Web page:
Wednesday, March 31, 2010

More fun with Jobs and Rates (new and improved!)

Well, it seems ADP is reporting employers cut 23,000 jobs in March, when Economists had expected a GAIN of 40,000. What gives? Wondering aloud (no one is listening) if that had anything to do with the weather but I doubt that seriously. Friday's actual employment report (from the Labor Department) may tell a slightly different story as the ADP tracks real jobs (translation: private sector) while the Labor Department's numbers include governmental jobs, such as all those 2010 Census hires. Either way, Economists expect the Labor report to show an added 190,000 jobs in March, which would be great (and only the 2nd monthly increase since the recession began back in late 2007). UCLA economists noted that they expect the economy to continue to grow despite our high unemployment figures. They even rule out a double-dip recession and I agree. I doubt we'll have a V-shaped recovery (i.e. a sharp rise to contrast our sharp drop in the past) but I am hoping that those who say 'hockey stick' are incorrect (translation, if you look at economic numbers on a table/graph, you would see a large drop (check!) and a loooonnnnnggggg slow recovery, hence the name hockey stick). Either way, the UCLA people expect unemployment to average around 9.7% this year and it won't drop below 9% until 2012.

To totally contradict today's posting (referencing Fannie and Freddie predictions) a March 15 forecast from MBA (Mortgage Bankers Association) said they expect rates to rise to 5.8% in the final quarter of the year and even hit 6.2% in 2011 and 6.4% in 2012. Yikes!

Time is up! (and time to move to ATL!)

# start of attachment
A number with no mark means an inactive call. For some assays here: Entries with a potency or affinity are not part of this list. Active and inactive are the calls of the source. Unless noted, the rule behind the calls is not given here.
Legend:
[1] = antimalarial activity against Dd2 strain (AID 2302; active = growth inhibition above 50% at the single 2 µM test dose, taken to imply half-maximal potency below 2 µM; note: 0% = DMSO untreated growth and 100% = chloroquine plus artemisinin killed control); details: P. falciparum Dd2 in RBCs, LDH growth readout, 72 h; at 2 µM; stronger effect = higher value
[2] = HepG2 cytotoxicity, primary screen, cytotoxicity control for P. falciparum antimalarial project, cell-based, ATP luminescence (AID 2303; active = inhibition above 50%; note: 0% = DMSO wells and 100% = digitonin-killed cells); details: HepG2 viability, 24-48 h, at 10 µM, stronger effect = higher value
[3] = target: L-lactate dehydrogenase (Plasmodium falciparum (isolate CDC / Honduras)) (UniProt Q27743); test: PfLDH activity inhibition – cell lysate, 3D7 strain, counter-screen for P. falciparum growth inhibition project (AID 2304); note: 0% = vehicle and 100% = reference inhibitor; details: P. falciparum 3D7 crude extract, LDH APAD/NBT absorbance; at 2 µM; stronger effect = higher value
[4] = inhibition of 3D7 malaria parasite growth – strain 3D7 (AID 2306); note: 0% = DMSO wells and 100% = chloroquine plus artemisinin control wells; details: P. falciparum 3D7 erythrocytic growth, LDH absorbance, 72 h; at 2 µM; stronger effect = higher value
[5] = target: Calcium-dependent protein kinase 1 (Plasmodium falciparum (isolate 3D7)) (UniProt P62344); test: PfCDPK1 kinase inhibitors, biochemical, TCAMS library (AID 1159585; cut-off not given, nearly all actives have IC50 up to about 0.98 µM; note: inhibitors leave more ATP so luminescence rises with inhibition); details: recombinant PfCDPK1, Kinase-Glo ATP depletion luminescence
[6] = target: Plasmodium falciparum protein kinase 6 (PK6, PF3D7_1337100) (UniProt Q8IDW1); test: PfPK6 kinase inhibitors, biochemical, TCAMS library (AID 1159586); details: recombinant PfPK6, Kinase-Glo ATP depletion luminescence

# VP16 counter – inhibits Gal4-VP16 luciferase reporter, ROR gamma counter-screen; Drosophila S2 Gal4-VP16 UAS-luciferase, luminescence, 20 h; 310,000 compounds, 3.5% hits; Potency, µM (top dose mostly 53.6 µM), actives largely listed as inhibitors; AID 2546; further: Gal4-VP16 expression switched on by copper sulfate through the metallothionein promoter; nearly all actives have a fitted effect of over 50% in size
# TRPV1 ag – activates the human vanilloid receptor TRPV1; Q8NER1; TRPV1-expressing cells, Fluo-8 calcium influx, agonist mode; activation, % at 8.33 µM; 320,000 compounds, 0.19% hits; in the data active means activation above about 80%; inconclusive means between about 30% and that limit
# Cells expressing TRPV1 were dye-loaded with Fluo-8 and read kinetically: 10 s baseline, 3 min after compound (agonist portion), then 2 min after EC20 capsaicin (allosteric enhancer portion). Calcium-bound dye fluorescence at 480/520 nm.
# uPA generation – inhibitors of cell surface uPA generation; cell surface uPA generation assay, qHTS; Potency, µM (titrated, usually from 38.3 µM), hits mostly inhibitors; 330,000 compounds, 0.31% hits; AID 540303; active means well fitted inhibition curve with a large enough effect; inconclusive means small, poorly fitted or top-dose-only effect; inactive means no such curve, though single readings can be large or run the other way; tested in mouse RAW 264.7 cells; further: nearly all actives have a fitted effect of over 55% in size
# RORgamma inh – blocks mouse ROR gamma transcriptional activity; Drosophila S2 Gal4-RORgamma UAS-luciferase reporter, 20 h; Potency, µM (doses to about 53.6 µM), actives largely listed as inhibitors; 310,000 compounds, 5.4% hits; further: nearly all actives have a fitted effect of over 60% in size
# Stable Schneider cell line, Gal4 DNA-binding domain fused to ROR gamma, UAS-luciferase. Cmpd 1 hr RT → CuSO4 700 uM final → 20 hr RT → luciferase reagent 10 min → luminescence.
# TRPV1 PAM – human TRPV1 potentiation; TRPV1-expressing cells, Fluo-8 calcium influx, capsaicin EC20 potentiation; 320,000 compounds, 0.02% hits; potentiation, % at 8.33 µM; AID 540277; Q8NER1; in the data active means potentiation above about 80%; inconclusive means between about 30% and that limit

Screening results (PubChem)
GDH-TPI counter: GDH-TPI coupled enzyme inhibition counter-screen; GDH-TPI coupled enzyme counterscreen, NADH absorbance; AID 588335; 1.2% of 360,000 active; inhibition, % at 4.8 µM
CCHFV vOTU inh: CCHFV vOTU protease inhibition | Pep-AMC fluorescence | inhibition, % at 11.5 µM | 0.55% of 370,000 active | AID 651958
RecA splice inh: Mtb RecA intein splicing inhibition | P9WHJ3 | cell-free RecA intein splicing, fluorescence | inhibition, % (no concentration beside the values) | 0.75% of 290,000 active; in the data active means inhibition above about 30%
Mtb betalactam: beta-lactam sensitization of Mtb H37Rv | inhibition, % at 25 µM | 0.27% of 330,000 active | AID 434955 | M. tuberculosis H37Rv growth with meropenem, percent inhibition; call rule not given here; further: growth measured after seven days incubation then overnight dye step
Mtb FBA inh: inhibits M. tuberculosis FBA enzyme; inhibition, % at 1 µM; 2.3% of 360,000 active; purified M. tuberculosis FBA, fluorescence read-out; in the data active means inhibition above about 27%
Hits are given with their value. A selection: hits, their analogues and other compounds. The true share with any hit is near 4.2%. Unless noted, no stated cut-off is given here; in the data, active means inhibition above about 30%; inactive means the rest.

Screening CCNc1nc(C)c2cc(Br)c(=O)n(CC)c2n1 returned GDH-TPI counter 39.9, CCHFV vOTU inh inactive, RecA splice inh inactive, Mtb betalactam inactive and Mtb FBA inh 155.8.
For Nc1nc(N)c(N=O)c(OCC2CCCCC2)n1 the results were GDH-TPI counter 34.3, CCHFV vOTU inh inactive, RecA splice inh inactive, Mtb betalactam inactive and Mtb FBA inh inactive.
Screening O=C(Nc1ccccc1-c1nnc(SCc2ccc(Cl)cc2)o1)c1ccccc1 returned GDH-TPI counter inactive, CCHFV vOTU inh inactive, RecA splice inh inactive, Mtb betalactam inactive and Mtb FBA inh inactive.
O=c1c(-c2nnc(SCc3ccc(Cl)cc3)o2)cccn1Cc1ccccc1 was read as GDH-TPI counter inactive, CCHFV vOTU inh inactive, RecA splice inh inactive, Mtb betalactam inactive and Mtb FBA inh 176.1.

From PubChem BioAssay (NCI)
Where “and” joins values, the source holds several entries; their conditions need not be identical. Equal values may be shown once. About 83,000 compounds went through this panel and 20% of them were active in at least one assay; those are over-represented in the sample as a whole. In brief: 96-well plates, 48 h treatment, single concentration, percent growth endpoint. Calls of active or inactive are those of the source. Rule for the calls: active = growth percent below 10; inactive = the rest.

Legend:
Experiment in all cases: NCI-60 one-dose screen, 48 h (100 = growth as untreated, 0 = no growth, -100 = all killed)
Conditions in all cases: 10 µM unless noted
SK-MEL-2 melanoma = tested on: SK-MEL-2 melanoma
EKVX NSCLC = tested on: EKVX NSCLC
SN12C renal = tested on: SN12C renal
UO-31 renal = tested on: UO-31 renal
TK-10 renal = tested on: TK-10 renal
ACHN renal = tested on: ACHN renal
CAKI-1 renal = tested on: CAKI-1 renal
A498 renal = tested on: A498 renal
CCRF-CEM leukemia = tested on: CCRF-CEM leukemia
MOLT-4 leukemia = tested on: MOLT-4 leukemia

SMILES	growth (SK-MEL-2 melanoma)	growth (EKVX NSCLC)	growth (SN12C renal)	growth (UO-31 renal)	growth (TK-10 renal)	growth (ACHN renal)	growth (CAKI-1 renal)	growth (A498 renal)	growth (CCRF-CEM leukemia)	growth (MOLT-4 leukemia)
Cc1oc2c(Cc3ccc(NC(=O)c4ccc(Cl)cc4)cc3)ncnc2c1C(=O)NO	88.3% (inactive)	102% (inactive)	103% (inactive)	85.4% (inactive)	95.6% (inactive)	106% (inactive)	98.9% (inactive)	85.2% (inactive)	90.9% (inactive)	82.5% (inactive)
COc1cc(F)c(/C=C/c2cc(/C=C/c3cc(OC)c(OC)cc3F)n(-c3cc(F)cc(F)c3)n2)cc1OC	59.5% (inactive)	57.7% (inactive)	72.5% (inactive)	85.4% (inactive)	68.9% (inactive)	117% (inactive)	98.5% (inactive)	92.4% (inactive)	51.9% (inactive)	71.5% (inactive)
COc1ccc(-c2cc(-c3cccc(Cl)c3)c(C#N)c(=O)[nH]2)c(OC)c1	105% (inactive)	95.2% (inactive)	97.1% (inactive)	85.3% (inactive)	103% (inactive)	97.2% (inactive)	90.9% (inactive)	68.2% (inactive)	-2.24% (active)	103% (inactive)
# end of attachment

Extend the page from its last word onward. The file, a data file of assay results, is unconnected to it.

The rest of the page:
All too often you hear the phrase "For A Limited Time" tossed out in marketing. As noted in last month's email, time may be running out for these incredibly low rates due to TODAY's end of the Fed's $1.25T (yes, Trillion) program to purchase mortgage-backed securities (MBS). The program provided liquidity for Freddie and Fannie, keeping rates low and reducing financing costs. Low point? 4.71% for a 30-year fixed in December! But "what now" since the Fed is ending this program? I predicted a larger jump in rates but I have to retract based on what I've recently read (either way I hope rates remain low!). Estimates from Freddie/Fannie expect a rise of less than a quarter point in the next 3 months (a rise of about $30/month payment on a $250K loan). Why so 'low'? Right now the investment 'spread' for US Treasuries is low but higher for MBS so they are attractive to money managers, banks and pension funds (I also read that China is not buying as many Treasuries so be aware that the USA could face higher interest rates to finance our ever-increasing budget deficits, but I digress). In essence, the private industry players are stepping in to fill the void left by the Fed so rates should remain lower, though the (estimated) average will be just over 5% and under 5.25% (for reference, the average for the past decade was 6.2%). Note-the Fed is poised to 'jump back in the market' if there is a significant 'run-up' in rates.